Hell Let Loose


This game was reviewed on Xbox Series X.

Reviewed by: Jack Phillips

The truck sits idle, packed with a variety of soldiers, but two players are far more valuable than the rest; the support-class and his officer. Those two are the ones that will place the first garrison, where players can spawn, this will allow for the rest of the team to assault the first objective without much issue.

Nearby, two engineers sit in their supply truck, both of them intending to use the supplies in order to construct resource nodes. These nodes will generate supplies, supplying the war effort, and enable the commander to use a wide variety of abilities. These nodes will also produce ammo for the artillery guns, only one of which is manned presently. The single artillery crew waits as he intends to bombard the enemy only once they begin to push on the objective; perhaps a lucky shell will take out the enemy's own troop truck. Finally a tank rolls up behind the truck, ready to push onto the objective and provide support to the infantry as they assault. 

What I have just described is the ideal start to a match of Hell Let Loose, yet these starts are rare. Without playing on explicitly well organized servers, such as 82nd and Big Red One (For EU and US respectively), these starts are as rare as sightings of the elusive bigfoot; it is almost mythical and most likely, if you do encounter it, it is staged. As one of my friends always says; "The biggest weakness of a multiplayer game is the fact it is multiplayer." You've got very little control over the other players and all you can do is your part to try and contribute to the team. I will admit that I hold a, particular, contempt for people who play assault-classes and complain in the team-chat about a lack of support players or proceed to backseat game one of the tank-crews.

There are specters that haunt this game, strange creatures, those that linger upon the edges of sanity and toe'd the line of the depths of human knowledge; only for the void to stare back at them and leave them as nothing more than empty husks that seek to inflict pain upon all of those around them... I am, of course, talking about the solo-tanker, the mute Commander, and the no-garrison SLs. MoscaTNT's "Tales From The Front" perfectly represents this; I highly suggest a Google of it. 

The gameplay itself settles neatly between arcade and realistic, offering a mixture of games like Squad and Heroes and Generals, I would argue that this is the highlight of the game. Something that is, extremely, easy to get into but rather hard to master. Where you are able to decide just how much you, individually, can impact the game. If you just want to shoot something; you can grab a rifleman role, assault, or automatic rifleman. If you want to have a small, but meaningful, impact then roles such as support, anti-tank, and engineer will be ideal. The deep end will, however, always be anything associated with tanks and then a command role. All of these require large amounts of active communication; often juggling multiple conversations at the same time to ensure that everyone knows what is going on.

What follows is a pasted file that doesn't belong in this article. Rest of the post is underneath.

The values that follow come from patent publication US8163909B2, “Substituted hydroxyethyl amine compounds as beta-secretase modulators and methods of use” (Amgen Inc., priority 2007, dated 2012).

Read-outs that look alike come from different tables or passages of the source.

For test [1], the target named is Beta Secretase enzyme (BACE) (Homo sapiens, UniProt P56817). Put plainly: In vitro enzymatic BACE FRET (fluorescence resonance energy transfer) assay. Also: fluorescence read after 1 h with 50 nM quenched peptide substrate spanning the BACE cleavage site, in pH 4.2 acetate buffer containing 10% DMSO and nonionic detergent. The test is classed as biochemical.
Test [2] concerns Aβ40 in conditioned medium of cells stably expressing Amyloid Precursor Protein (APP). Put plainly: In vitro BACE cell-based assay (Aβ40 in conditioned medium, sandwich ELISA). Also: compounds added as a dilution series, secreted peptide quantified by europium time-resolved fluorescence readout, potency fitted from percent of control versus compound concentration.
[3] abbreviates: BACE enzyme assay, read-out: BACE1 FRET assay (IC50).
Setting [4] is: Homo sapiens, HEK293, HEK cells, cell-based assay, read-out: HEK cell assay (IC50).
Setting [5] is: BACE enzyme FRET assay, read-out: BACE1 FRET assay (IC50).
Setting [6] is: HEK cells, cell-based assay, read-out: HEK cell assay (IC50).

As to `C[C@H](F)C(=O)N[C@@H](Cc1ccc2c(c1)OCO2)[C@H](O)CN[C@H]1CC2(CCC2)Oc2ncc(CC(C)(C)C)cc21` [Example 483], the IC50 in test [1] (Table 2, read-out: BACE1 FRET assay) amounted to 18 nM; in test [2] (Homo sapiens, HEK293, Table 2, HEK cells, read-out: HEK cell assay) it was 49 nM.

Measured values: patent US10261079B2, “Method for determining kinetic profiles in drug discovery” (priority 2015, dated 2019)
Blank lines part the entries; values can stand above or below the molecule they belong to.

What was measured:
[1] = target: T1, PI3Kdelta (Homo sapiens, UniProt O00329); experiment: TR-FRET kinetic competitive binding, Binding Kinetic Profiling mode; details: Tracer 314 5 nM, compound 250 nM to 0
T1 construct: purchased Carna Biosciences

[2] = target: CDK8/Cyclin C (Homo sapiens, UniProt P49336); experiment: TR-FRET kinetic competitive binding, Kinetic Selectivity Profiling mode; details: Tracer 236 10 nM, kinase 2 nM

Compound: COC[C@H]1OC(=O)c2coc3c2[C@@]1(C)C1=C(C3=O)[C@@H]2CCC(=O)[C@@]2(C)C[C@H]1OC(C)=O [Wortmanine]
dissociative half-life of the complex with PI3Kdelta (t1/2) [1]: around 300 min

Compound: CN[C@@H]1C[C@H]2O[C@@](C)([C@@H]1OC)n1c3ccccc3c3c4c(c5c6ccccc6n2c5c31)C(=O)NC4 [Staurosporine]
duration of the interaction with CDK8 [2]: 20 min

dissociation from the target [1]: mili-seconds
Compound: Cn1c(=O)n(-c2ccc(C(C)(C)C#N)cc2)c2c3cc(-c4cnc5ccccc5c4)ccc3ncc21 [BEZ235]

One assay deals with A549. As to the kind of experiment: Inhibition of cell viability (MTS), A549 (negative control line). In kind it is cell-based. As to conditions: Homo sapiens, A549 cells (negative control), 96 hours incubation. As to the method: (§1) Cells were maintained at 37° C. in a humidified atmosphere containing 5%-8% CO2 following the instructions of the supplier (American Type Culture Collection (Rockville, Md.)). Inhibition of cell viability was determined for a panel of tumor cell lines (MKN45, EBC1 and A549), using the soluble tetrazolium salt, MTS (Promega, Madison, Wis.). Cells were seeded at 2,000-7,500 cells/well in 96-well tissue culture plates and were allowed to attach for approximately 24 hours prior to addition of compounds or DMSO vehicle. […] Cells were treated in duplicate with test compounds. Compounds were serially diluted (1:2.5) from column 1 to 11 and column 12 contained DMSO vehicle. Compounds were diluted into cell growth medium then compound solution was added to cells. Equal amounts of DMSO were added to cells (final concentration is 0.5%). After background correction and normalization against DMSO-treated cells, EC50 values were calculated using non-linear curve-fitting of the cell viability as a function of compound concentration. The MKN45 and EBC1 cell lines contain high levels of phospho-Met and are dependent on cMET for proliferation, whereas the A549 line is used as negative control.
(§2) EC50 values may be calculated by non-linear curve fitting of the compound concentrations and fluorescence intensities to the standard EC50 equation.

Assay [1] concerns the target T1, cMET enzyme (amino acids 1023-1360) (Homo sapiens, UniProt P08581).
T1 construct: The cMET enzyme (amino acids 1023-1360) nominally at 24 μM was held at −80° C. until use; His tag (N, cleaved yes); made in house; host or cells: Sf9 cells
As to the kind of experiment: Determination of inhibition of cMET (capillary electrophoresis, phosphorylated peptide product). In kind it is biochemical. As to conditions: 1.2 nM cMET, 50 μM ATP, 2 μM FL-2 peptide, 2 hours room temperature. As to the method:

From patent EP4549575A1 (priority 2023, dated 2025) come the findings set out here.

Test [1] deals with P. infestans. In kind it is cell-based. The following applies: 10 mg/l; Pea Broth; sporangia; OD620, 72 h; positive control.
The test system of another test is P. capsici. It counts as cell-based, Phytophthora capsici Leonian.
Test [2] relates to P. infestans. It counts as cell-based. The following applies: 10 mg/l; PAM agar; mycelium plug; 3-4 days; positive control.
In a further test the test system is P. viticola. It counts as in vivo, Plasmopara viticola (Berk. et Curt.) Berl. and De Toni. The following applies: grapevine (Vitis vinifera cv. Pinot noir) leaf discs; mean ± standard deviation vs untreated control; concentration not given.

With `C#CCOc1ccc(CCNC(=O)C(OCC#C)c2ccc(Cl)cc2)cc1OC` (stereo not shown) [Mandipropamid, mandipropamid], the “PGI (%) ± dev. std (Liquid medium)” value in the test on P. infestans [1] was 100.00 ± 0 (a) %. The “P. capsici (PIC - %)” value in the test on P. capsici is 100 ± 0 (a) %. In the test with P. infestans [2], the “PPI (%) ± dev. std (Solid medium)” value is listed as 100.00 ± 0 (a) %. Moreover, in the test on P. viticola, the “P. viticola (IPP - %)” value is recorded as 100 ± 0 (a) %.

The maps themselves are, usually, extremely fun and diverse; but the Russian theatre maps fall short and are, seemingly, some of the most disliked by the community. Whilst some maps have a variety of points that people contest over, allowing the map flow to feel different, the Russian maps are, usually, described as 'samey'. With some parts of the map being a constant fixture in each match, such as the railroads in Stalingrad; where there is simply very little one can do to avoid traversing across that massively open section of the map. Often dragging matches, and pushes, down to a grinding war of attrition where you will most likely be unable to move from that point onto the next objective for some time.

With quick, fast, TTKs, gunfights are always refreshing thanks to the variety of weaponry. Everything has the chance to kill you with a single headshot, whereas some guns are unable to drop you in a single shot to the torso. These gunfights are enjoyable, but can become frustrating when you hear nothing but the sound of your own corpse slamming into the ground. Conversely there is also nothing more satisfying than the quiet 'plink' that sounds when you score a headshot on a distant enemy.

I would prefer if the melee was more fleshed out; but that is personal preference and certainly not something that the devs should focus on.

Hell Let Loose 2 is apparently in development, time will tell what improvements they make onto the next title. 

Reviewed by: Jack Phillips